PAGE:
In the 11th episode of the “Orthodox Icons Explained” series, Fr. John explains the icon of the Dormition of the Mother of God. The Feast of the Dormition of Our Most Holy Lady, the Theotokos and Ever-Virgin Mary is celebrated on August 15 each year. The Feast commemorates the repose of the Mother of Jesus Christ and the translation or assumption into heaven of the body of the Theotokos.
Fr. Ioan Bizau is a senior lecturer of Iconography and Christian Art at the Faculty of Orthodox Theology in Cluj-Napoca, Romania.
Location: Diocesan Museum of the Orthodox Metropolis of Cluj (Muzeul Mitropoliei Clujului)
Camera: Darius Echim
Table of contents:
00:00 ♫ Sticheron for the Dormition of the Mother of God, Diaconesti Monastery, Romania ♫
01:05 The Feast of the Dormition of the Mother of God: a second Easter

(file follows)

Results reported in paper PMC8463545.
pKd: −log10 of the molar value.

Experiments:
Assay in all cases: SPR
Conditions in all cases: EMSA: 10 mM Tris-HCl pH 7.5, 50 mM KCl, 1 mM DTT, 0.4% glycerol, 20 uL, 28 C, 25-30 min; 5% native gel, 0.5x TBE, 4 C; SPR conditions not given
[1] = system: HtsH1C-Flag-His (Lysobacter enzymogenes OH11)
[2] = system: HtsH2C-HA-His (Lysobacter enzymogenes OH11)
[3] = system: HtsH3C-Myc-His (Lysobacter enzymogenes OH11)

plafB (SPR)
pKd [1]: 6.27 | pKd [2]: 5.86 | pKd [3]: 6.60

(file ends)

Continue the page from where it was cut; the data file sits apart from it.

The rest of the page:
03:17 Pilgrimages in Transylvania
04:39 ♫ Traditional hymn for the Mother of God, Sighisoara Monastery, Romania ♫
05:21 Biblical references and the Holy Tradition
06:14 The two icons
09:36 ♫ Exapostilarion of the Feast of Dormition of the Mother of God, Archimandrite Arsenios Dahdal, St. Georges Al-Homeyra Patriarchal Monastery, Syria ♫
10:40 The background
11:06 The death bed
12:20 Saints Peter and Paul
14:30 ♫ Kontakion of the Dormition of the Mother of God, Choir of the Alexander-Svirsky Monastery, Russia ♫
15:12 The vertical plan
15:46 The newborn baby – a symbol
18:12 ♫ Troparion of the Dormition of the Mother of God, St. Sava Cathedral Choir, Serbia, 2016 ♫
18:50 The Archangel and the man
20:50 The meaning of the Feast for our lives
22:17 The place in the church where the Dormition is painted
23:28 ♫ Traditional hymn for the Mother of God, Nicula Monastery, Romania ♫
Fr. Ioan Bizau: